Although the mortgage banking industry is chafing at both the proposed rules, consumer advocates are primarily worried about QRM.

"I have concerns about QRM because I don't think that the down-payment restriction of 20% is reasonably related to the actual riskiness of the loan, and it will unequivocally bar folks that don't have a lot of wealth from homeownership," Thompson said. "But from what I have seen of the QM rule, I think that it is generally in the right direction — you want to figure how to get people access to credit, but you want to make sure that it is credit that is not going to destroy their lives."

One potentially huge loophole for lenders in QM is that it only applies to closed-end loans and not home equity lines of credit. "What it means is that the abuses are going to migrate to open-end credit to the extent they haven't already," Thompson said. "I hear stories of clients who need a $10,000 loan, and they are steered to a HELOC because they are told that the banks want to do it that way. And the reason that banks want to do it that way is that there are fewer disclosures on HELOCs, and therefore fewer protections."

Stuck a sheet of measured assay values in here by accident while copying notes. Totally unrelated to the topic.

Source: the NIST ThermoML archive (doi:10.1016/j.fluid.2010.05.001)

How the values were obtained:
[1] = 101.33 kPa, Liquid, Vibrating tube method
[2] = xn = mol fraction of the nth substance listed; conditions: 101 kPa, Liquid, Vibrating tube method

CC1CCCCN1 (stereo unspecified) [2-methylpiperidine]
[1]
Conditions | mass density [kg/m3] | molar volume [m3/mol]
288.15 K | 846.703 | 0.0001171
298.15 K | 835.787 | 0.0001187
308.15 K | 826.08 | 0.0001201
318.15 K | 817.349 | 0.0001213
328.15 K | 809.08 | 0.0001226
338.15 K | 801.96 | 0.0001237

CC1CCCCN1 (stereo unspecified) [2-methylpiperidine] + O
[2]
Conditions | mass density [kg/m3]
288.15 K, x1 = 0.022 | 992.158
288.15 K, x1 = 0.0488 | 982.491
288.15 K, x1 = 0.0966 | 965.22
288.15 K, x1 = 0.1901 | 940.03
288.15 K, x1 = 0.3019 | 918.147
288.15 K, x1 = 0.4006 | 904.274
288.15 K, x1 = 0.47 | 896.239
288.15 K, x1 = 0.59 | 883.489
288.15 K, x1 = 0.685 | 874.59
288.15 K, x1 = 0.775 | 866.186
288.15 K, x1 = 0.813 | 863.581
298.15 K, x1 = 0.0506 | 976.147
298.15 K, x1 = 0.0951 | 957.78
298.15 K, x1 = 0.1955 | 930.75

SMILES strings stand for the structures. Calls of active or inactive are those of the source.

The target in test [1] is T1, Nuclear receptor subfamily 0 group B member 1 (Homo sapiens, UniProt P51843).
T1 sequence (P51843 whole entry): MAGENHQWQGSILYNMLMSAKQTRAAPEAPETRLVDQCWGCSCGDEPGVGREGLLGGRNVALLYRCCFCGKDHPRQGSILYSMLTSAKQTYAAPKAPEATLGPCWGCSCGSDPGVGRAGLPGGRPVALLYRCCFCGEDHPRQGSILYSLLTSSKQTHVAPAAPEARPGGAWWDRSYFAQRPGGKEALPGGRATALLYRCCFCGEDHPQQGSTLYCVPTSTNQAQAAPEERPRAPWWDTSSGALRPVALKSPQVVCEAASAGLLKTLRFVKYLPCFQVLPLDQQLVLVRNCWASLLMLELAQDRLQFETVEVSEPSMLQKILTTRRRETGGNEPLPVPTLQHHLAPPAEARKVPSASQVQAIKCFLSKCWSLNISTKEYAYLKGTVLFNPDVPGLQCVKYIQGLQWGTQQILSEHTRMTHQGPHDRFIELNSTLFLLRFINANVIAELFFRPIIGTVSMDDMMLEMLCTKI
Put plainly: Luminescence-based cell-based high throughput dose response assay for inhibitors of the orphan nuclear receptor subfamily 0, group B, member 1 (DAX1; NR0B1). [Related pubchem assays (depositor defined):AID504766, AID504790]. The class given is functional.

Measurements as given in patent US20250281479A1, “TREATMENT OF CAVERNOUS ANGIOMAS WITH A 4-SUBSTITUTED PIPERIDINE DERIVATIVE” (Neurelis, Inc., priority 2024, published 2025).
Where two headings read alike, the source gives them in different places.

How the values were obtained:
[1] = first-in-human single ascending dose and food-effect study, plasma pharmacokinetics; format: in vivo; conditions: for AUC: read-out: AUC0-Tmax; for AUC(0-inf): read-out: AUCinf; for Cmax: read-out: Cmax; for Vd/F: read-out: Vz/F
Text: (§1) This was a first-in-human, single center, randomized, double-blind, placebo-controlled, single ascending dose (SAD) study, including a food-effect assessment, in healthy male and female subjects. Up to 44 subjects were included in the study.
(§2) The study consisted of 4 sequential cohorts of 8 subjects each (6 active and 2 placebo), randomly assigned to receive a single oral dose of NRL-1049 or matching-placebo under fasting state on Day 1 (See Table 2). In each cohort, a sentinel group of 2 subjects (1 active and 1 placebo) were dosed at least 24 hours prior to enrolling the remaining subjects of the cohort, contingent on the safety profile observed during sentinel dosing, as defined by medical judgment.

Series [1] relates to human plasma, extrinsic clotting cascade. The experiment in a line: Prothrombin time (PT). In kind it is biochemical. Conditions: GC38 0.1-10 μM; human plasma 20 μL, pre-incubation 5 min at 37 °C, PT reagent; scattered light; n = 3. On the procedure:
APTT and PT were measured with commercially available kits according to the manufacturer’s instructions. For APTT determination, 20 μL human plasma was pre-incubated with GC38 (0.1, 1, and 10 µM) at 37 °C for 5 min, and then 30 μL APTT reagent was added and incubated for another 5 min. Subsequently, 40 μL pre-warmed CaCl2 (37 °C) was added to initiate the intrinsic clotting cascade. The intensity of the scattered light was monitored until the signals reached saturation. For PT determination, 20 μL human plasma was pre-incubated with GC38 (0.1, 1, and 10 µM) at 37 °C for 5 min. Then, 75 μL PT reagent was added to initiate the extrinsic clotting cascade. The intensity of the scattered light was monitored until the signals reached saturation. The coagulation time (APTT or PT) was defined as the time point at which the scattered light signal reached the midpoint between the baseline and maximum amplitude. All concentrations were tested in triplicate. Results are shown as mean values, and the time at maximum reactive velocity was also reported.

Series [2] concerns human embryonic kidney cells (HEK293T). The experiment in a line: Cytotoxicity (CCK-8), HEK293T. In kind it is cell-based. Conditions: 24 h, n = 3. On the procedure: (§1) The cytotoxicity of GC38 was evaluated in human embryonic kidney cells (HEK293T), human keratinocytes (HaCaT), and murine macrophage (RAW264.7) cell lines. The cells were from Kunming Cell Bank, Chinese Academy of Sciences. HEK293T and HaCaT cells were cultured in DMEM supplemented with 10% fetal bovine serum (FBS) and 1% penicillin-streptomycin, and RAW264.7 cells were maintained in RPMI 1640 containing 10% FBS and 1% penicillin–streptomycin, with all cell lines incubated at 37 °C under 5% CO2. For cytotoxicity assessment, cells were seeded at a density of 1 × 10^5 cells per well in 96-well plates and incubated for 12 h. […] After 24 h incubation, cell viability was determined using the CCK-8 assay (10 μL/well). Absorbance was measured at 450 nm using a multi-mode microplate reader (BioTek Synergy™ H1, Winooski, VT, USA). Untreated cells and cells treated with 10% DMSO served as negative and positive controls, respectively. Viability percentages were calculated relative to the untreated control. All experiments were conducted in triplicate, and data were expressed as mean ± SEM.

In general, however, Thompson said that QM will be much more of a brake on lenders making bad loans than QRM.

"The QM rule is going to apply to a much broader section of the market," she said, whereas "the big thing about the QRM rule is the risk-retention rule. However, many of the subprime securitizers such as New Century routinely retained 5% of their loans or interest in the total pool, so it is not clear the retention is going to be very meaningful by itself."

Schieber said the QM rule unfairly restricts the options of wealthier borrowers. "A negative amortization loan may be totally appropriate for someone with substantial assets," he said. "My personal view is that if you have a sophisticated borrower who has real assets, like a hedge fund investor with an estate on the south shore of Connecticut, why expose them to these kinds of restrictions?"

Ultimately all consumers stand to lose from QM, Schieber said. "The only thing I have to say in favor of QM is that it adds certainty — there is a pretty low common denominator. Is that good for the industry? No. Is it good for the public in general? No. Is it pretty straightforward? I think that the answer is going to be yes, but I don't think that is ultimately a good result."